My Visual Studio Code Setup


June 2020

I recently installed VS Code on a new machine, so I thought I would list here the steps that I followed to get the best experience on my editor of choice.

Cleaning up the Workspace

First of all, I need a tidy workspace. So I adopted a few recommendations from Burke Holland's VS Code Can Do That workshop:

1 - Turning off the Minimap in Settings - Text Editor - Minimap.

2 - Hiding the Breadcrumbs at the top of each open file, by typing and selecting toggle breadcrumbs in the Command Palette (Cmd/Ctrl + Shift + P).

3 - Hiding the Open Editors normally shown in the Sidebar, by going to the Settings and searching for explorer open editors visible (which can be set to 0).

4 - Moving the Sidebar to the right, by typing and selecting toggle side bar position in the Command Palette (Cmd/Ctrl + Shift + P).

It took me some time to get used to that last one, but I decided to give it a chance and now I love it. The main advantage is that my code does not shift around whenever I toggle the Sidebar visibility (Cmd/Ctrl + B) to gain more working space for my code.

Last but not least, I always install the popular Material Icon Theme extension by Philipp Kief, which makes it easier to visually identify files and folders in the Sidebar.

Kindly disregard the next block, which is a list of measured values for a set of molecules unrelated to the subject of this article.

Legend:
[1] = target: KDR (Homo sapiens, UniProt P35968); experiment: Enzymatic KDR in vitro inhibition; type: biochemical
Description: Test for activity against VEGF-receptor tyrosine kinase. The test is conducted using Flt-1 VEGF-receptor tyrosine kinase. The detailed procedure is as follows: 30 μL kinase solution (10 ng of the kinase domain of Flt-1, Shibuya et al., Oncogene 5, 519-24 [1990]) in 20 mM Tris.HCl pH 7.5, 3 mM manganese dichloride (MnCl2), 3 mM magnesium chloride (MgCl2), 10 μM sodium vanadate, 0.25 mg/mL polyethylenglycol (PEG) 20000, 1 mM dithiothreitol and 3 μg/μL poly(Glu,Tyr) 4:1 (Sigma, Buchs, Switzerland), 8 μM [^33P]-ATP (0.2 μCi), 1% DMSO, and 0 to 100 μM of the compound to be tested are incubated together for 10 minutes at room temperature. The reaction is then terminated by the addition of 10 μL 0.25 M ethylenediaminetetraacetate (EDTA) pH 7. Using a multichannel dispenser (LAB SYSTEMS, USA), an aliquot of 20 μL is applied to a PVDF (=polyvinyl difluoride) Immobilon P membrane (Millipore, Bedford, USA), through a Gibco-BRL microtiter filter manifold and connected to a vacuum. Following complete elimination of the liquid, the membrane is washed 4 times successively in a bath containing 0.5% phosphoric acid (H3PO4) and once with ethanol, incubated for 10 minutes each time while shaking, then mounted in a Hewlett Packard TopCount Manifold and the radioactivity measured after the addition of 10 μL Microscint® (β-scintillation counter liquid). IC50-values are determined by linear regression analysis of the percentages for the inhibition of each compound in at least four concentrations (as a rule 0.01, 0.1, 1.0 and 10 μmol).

Javascript Tools

There are two must-have VS Code extensions to work in Javascript:

  • ESLint by Dirk Baeumer
  • Prettier by Esben Petersen

Both provide extensive setup instructions in their respective descriptions.

I always make sure to have Prettier format my code automatically whenever I save a file, by going to the Settings and searching for format on save where I can simply tick the checkbox.

I also installed the MDX extension by Matija Marohnic, which makes MDX markup files more readable, and GraphQL for VS Code by Kumar Harsh, which does the same for GraphQL schemas.

Flutter / Dart

I recently started using Flutter / Dart to develop multi-platform apps. This required two additional extensions in VS Code: Flutter and Dart. Conveniently, the first automatically installs the second as a dependency.

Among the other things, those extensions enable Hot Reload of mobile apps on save (in emulators as well as physical devices) after selecting Run - Run without Debugging in the VS Code menu.

Since I prefer using shortcuts with the Command key on Mac, I changed the default shortcut for Run - Run without Debugging by going to Code - Preferences - Keyboard Shortcuts in the VS Code menu. (On Windows, you would replace Code with File in that last path).

My choice for the shortcut? Command - F6.

© 2020 Stefano Picker